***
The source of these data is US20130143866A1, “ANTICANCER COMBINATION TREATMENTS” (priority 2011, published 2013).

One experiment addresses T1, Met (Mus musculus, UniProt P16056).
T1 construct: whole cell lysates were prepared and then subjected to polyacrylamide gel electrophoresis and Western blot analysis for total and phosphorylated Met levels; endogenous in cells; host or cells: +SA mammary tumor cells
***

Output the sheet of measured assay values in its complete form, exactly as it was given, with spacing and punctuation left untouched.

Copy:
The source of these data is US20130143866A1, “ANTICANCER COMBINATION TREATMENTS” (priority 2011, published 2013).

One experiment addresses T1, Met (Mus musculus, UniProt P16056).
T1 construct: whole cell lysates were prepared and then subjected to polyacrylamide gel electrophoresis and Western blot analysis for total and phosphorylated Met levels; endogenous in cells; host or cells: +SA mammary tumor cells